My Digital Garden

Technical Debt

Technical Debt

A metaphor coined by Ward Cunningham to describe the characteristic of software systems that unless proactive efforts are made to keep the software well-architected and easy to understand, the ability to make meaningful progress with new features will degrade over the life of the system.

Understanding Technical Debt

(McConnell, 2008) categorises technical debt in two classes, with a further expansion of the second:

Class Kind of debt Comment
0 Non Debt Feature backlog, deferred features, cut features, and so on. Not all incomplete work is debt. These aren’t debt, because they don’t require interest payments.
I Unintentional Debt Debt incurred unintentionally due to low quality work
II Intentional Debt Debt incurred intentionally
II.A Short-Term Debt Short-term debt, usually incurred reactively, for tactical reasons
II.A.1 Focused Short-Term Debt Individually identifiable shortcuts (like a car loan)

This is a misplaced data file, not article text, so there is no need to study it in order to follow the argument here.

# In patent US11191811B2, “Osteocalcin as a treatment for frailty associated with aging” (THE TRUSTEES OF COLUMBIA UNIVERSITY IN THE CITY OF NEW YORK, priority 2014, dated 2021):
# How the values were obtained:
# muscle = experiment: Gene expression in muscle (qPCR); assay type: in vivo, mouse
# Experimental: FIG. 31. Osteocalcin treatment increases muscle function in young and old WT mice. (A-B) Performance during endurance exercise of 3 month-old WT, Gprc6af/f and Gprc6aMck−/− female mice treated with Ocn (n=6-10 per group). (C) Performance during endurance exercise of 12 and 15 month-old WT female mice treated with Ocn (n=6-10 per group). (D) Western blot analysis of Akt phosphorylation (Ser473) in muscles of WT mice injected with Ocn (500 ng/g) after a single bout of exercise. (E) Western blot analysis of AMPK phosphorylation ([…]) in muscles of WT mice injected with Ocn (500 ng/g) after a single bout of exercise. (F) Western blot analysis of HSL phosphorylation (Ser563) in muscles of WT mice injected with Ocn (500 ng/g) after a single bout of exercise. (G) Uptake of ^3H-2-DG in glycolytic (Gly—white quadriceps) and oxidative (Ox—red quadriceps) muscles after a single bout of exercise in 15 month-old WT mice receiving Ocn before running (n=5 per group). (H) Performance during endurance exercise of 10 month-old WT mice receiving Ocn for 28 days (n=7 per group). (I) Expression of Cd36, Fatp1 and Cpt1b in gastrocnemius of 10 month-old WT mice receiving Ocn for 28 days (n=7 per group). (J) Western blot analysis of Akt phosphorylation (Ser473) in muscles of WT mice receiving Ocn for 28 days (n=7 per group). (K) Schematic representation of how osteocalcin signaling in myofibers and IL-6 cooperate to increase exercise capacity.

II.A.2 Unfocused Short-Term Debt Numerous tiny shortcuts (like credit card debt)
II.B Long-Term Debt Long-term debt, usually incurred proactively, for strategic reasons

Type I technical debt has no upside, and if discovered in significant amounts remedial action should be taken immediately to improve skills and practices.

All the variants of Type II Technical Debt may have upsides, but awareness and conscious decision-making is critical - for that reason type II.A.2 is dangerous because of the ease with which it happens and the compounding of negative consequences.

Reasons for taking on technical debt

Like financial debt, there can be good reasons for a company to consciously decide to take on technical debt - it is a decision to prioritise short term benefit over the longer term.

Typical reasons might be:

  • time to market (do this to get the release out on time, fix it after)
  • preserving startup capital
  • delaying development expense - if a system is going to be retired, all its technical debt is retired with it!

Tracking and communicating technical debt

Again good examples in (McConnell, 2008) such as maintaining a "debt list" in the defect tracking system or as work items in the product backlog.

Communicating technical debt to non-technical colleagues can be done by presenting tradeoffs in financial terms - e.g. comparing both short-term and lifetime costs of different options.

See also